And also identified the animal as coming from the Stringam Ranch.
The last part was easy. All names began with SSS.
The naming of my little calf posed no additional difficulty, either.
Daddy named him SSS Shirttail.
No explanations needed.

Sunday, April 7, 2013

A Hot Time in the Old Town

A whole new meaning to 'roasted grains'.

6:45 am.
When most of the world still sleeps, or is just beginning to stir, the ranching families of Southern Alberta are already up and out.
Stock to feed, cows to milk.
Diving into the day’s first chores with unfettered enthusiasm. A smile - brought by the pure joy of work most satisfying - firmly fixed on weather-beaten faces.
“Spring!” Dad’s first words of the day, spoken with that ‘unfettered enthusiasm’ previously mentioned.
There he would be, the light from the hall behind him making him into the shadowy cut-out of some avenging God of Mischief, dressed in a white terry-cloth bathrobe and sent to ruin the final minutes of a good night’s sleep.
“Spring!” he would say again, in case we didn’t hear it the first time.
Then, in a puff of smoke, he would disappear. Evil summons completed.
Actually, I just made up that ‘puff of smoke bit’.
The evil summons?
This morning began like any other.
A new spring sun just peeping over the horizon filling the clear, blue sky with breathtaking slices of pink and orange.
We humans blissfully ignorant.
Dad’s unfailingly cheerful, completely irritating voice calling happily down the stairs.
The summoned moaning and complaining and beginning to twitch in their beds.
The call came again.
The summoned were throwing off the heavy bonds of sleep by degrees.
Some were actually finding their voices. “Yeah, yeah.”
And yet a third time.
The responses growing equally louder and more understandable, “Yeah, yeah!”
And then the final call. The one sure to either freeze the faithful in their beds, or galvanize them into movement.
“The elevators are on fire!”
I should mention here that the town of Milk River’s elevators stood directly behind us, across our pasture. A short few hundred yards away.
Within toasting distance.
The mere thought of them engulfed in flames struck terror into the hearts of every member of the Stringam family.
Certainly it did that day.
“Yeah, Dad, good one!” A pause. Then, “Dad’ll say anything to get us up!” Laughter.
Perhaps I was a bit more trusting than my brothers.
Perhaps the idea of something exciting happening in our sleepy little town was enough to draw me from my bed.
I scurried into my parent’s room, bounded across their bed and joined my mother at the window.
The entire horizon was a blaze of light.
Two of the six elevators were already burning and, as we watched, a third began to smoke.
Dad was out on the deck, his face a mixture of disbelief, excitement and dismay.
It was an interesting face.
By this time, our cries of . . . disbelief, excitement and dismay . . . had finally drawn my brothers to their window.
“Holy Smoke!”
Truer words were never spoken.
For a moment, fear washed over me.
Were we in any danger from the flames? Those elevators were awfully close.
Dad was quick to reassure.
The wind was favourable for us, pushing the fire, and its attendant sparks to the South, away from the Stringams.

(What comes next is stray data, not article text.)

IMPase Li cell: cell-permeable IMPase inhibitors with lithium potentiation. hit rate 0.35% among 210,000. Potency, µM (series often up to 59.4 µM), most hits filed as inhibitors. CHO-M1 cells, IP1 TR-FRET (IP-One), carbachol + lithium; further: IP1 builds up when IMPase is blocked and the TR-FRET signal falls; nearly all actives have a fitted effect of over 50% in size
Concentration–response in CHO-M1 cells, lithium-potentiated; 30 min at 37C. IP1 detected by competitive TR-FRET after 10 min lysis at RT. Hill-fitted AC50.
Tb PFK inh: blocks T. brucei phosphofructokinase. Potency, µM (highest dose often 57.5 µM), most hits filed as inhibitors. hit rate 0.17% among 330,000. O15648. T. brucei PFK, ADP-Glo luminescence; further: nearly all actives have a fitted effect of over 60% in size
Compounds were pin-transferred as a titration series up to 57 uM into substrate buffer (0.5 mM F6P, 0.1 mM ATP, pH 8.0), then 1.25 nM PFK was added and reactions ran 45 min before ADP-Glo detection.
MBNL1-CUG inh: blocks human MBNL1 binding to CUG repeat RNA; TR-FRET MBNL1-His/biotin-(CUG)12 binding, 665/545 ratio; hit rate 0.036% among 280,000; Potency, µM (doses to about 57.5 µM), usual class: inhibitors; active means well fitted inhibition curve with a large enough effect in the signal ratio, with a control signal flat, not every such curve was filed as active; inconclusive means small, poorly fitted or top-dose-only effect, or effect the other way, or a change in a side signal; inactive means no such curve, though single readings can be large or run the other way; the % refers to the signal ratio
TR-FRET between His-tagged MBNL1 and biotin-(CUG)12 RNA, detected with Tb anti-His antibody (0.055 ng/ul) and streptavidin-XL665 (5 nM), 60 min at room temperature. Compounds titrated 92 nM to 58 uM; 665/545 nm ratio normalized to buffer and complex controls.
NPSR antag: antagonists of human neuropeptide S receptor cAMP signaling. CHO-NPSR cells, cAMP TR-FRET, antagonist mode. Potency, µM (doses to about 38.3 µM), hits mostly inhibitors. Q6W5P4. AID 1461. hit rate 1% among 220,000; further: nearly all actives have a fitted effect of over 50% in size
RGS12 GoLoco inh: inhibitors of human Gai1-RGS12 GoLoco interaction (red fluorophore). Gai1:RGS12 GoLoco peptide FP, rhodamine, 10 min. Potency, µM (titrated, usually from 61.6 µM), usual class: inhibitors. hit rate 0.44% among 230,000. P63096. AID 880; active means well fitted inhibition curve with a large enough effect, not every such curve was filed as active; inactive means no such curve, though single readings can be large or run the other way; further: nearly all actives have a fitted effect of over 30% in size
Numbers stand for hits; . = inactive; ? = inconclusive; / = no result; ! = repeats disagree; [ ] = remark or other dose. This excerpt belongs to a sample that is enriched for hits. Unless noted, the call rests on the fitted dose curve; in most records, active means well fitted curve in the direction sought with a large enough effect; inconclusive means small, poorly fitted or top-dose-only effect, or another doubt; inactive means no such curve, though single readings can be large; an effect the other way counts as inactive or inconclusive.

Towards the Garbers, actually. And their barn.
But that is another story.
Chores were given a lick and a promise.
School was . . . poorly attended.
The time was spent watching the fire.
And the fire-fighters.
The entire population of town stood across the street, eyes locked on the incredible sight.
I found my Mom there and went to stand beside her.
“Good thing it’s spring,” I told her. “Harvest hasn’t started.”
My ignorance of the whole ‘grain storage’ thing was woeful.
“They’re right full of grain!” my Mom exclaimed.
As though to prove her statement, a long split appeared in one corner of the elevator nearest us. Followed immediately by a golden stream.
Then pieces of flaming elevator began to rain down.
The crowd gasped and stepped backwards.
Our Sherriff tried his best to keep us away.
To keep us safe.
Even going so far as to order all of the kids back to school.
We scampered to obey.
He couldn’t have driven us away with a stick. Maybe if he had pulled his gun . . . no not even then.
The elevators burned for days.
When the glow was finally out, the ruined grain was raked into piles and sold for a pittance, for cattle feed or whatever.
But to those of us who witnessed it, the fire would never be extinguished.
Even after the smell of roasting wood and grain finally washed away.
Even after new, modern elevators were built.
All one would have to say was, “Remember the elevator fire?”.
It was the most excitement our town has ever had. Before or since.
Okay, so ‘Thrill Central’ wasn't our town’s middle name.
And the Stringams were back to hearing, “Spring!” every morning.
Once in a while, Dad would try to inject a little excitement by shouting, “The elevators are on fire!”
But he was never believed.
Kind of like that first time.

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Semper Fidelis

Semper Fidelis
I've been given an award!!!

The Liebster Award

The Liebster Award
My good friend and Amazing Blogger, Marcia of Menopausal Mother awarded me . . .

Irresistibly Sweet Award

Irresistibly Sweet Award
Delores, my good friend from The Feathered Nest, has nominated me!

Sunshine Award!!!

Sunshine Award!!!
My good friend Red from Oz has nominated me!!!

My very own Humorous Blogger Award From Delores at The Feathered Nest!

Be Courageous!

Grab and Add!

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Ghost of the Overlook

Ghost of the Overlook
Need a fright?